Index form and Jacobi field

Assume {\gamma(t):[0,a]\rightarrow M} is a normal geodesic, {\gamma(t,s):[0,a]\times[-\epsilon,\epsilon]\rightarrow M} is one parameter smooth variation of curve {\gamma(t)}. Denote {\gamma_s(t)=\gamma(t,s)}.

\displaystyle V(t)=\frac{\partial \gamma_s}{\partial s}\bigg|_{s=0}

is called the variation field. As we all know if the variation is geodesic one, then {V} is a Jacobi field. If {L(s)=L(\gamma_s(t))}, then

\displaystyle L''(0)=\langle\nabla_VV,T\rangle|_0^a+\int_0^a |\dot{V}(t)|^2-R(T,V,T,V)dt

Let us define \mathcal{V}=\{V|V\perp \dot{\gamma}\text{ and } V \text{ is piecewise smooth along }\gamma\} and {\mathcal{V}_0=\{V\in\mathcal{V}|V(0)=V(a)=0\}} is a subspace of {\mathcal{V}}. Index form

\displaystyle I(X,Y)=\int_{0}^a\langle\dot{X},\dot{Y}\rangle-R(T,X,T,Y)dt

for {X,Y\in\mathcal{V}}.

Thm1: If {\gamma} does not have conjugate point, then {I(X,X)>0} for any {X\in \mathcal{V}_0} and {X\neq 0}. This is equivalent to say index form is positive definite.

Thm2(Minimality of Jacobi field): Assume {\gamma} does not have conjugate point. Suppose {V,X\in \mathcal{V}} and {V(0)=X(0)} and {V(a)=X(a)}. If {V} is a Jacobi field on {\gamma}, then

\displaystyle I(V,V)\leq I(X,X)

Thm1 and Thm2 are equivalent.
Thm1 {\Rightarrow} Thm2:

{V-X\in \mathcal{V}}, then

\displaystyle 0\leq I(V-X,V-X)=I(V,V)-2I(V,X)+I(X,X)

\displaystyle =\langle\dot{V},V\rangle|_0^a-2\langle\dot{V},X\rangle|_0^b+I(X,X)=I(V,V)-I(X,X)

Thm2 {\Rightarrow} Thm1: Obviously

One way to prove Thm1 is to prove Thm2. However, we will prove Thm1 directly.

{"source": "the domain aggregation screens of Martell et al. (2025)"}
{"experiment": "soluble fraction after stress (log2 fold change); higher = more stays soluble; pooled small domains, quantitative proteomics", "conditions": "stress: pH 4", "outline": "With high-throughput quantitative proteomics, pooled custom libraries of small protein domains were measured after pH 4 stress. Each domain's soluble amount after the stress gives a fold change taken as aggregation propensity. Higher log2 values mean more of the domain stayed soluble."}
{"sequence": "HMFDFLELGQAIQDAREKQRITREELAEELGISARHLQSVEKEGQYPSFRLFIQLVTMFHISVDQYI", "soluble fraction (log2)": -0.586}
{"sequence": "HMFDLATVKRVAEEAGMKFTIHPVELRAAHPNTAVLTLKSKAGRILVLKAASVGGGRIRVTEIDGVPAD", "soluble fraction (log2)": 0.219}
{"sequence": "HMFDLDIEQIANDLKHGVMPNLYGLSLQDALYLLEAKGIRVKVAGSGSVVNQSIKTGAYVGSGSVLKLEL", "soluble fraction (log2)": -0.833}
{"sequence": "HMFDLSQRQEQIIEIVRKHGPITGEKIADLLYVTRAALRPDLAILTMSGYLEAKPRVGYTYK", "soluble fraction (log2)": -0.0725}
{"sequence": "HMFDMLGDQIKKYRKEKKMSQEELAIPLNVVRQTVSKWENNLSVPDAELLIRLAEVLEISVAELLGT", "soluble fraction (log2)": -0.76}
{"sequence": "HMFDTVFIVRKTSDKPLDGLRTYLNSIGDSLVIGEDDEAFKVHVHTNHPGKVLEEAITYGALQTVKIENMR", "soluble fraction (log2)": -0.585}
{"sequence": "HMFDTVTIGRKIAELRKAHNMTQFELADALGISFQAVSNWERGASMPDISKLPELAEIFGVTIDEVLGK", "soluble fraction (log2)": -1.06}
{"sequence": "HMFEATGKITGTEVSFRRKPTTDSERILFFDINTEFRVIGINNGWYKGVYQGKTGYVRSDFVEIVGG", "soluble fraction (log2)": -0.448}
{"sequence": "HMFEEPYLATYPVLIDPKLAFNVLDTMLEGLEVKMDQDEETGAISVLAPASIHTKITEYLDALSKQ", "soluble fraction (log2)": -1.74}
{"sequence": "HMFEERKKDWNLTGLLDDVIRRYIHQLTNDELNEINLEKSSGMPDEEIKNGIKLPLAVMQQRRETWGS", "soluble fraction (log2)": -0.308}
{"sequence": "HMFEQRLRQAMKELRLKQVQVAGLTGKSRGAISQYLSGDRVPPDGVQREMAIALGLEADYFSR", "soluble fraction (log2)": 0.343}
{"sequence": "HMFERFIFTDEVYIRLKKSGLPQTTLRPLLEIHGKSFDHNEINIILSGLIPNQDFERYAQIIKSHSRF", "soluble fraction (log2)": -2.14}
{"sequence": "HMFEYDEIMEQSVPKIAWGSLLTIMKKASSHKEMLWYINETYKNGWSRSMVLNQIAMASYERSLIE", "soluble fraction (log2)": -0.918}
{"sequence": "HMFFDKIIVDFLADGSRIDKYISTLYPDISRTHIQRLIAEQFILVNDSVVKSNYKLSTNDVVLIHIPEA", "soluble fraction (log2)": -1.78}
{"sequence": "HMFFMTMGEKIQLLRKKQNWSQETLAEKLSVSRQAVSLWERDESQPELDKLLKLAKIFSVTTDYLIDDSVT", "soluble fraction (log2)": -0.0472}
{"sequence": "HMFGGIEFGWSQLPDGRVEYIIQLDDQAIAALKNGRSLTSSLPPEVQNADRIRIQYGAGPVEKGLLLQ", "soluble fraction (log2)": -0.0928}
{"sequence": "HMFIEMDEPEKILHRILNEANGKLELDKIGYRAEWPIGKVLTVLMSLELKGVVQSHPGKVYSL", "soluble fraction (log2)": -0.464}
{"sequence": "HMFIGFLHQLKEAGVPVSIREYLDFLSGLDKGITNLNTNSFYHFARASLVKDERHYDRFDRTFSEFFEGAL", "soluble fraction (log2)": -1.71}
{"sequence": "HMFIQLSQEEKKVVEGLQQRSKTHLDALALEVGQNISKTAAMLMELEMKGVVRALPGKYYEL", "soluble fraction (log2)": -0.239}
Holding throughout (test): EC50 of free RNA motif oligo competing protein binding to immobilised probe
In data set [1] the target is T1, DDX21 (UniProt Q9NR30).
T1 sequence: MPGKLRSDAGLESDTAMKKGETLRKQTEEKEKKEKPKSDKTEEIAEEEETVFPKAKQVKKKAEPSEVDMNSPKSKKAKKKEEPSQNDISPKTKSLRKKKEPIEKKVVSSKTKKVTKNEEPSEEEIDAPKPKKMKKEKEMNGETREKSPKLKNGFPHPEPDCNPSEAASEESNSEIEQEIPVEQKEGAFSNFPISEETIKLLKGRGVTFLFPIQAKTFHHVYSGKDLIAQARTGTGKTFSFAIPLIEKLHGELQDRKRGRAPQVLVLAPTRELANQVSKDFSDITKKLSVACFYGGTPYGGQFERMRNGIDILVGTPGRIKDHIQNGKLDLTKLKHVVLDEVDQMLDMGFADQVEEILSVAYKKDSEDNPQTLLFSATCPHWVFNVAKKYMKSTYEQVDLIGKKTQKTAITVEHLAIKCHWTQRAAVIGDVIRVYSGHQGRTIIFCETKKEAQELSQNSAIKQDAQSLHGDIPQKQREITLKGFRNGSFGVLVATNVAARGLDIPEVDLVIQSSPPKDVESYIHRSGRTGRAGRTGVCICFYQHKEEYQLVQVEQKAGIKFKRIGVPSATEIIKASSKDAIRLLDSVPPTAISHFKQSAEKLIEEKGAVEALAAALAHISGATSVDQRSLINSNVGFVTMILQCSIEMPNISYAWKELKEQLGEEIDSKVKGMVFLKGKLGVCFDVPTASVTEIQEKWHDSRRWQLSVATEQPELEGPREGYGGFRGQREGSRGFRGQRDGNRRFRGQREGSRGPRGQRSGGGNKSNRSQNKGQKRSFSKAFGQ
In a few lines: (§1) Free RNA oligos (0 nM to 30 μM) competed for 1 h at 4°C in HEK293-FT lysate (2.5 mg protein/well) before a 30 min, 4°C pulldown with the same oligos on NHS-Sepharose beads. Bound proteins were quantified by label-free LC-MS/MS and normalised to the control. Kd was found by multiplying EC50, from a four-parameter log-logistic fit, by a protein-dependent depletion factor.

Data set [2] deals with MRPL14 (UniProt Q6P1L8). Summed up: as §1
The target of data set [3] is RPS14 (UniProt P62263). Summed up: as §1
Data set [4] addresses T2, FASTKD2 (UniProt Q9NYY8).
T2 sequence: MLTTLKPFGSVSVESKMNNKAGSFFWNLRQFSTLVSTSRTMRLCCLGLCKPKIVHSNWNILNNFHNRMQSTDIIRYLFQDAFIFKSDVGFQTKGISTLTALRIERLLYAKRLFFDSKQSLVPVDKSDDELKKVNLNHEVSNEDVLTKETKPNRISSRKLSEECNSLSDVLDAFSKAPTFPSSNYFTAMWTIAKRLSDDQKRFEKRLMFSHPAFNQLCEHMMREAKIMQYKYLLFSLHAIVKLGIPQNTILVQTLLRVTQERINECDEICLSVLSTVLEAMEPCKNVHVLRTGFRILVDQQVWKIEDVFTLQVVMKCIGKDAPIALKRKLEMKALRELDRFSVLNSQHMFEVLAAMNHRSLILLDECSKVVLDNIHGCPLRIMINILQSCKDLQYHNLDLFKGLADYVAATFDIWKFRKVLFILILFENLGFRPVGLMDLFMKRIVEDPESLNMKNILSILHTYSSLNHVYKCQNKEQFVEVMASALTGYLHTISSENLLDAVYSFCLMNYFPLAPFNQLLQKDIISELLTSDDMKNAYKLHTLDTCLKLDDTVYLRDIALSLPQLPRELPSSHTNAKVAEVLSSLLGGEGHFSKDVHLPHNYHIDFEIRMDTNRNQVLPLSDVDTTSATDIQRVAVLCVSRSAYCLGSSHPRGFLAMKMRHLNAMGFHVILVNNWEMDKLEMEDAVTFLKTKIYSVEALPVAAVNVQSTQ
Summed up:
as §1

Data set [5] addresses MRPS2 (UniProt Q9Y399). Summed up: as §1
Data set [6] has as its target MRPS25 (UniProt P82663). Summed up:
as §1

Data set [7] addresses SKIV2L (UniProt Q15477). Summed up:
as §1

Proof: Suppose {\gamma(t)=\exp_ptv}, {t\in [0,a]}. Since {\gamma} does not have conjugate point, then {d\exp} is non-degenerate in {tv}, {t\in [0,a]}. There exists a neighborhood {U} of {tv} such that {d\exp:U\rightarrow M} is an immersion. From the fact that

{\sigma:[0,a]\rightarrow \exp_pU} is any piecewise smooth curve connecting {\gamma(0)} and {\gamma(a)}, then {L(\gamma)\leq L(\sigma)} when the equality holds, {\sigma} must be monotone reparametirzation of {\gamma}

After proving this, we can construct {\gamma_s\subset \exp_pU} a variation of {\gamma} such that the variation field is {X}, then

\displaystyle 0\leq L''(0)=I(X,X)

Suppose {I(X,X)=0} for some {X\neq 0}, then for any {Y\in \mathcal{V}_0}

\displaystyle 0\leq I(X+\epsilon Y,X+\epsilon Y)

\displaystyle 0\leq I(X-\epsilon Y,X-\epsilon Y)

this means {I(X,Y)=0}, {\forall Y\in \mathcal{V}_0}. This means {X} must be a Jacobi field. But {X\in \mathcal{V}_0} and {\gamma} has no conjugate point, {X} must be 0.

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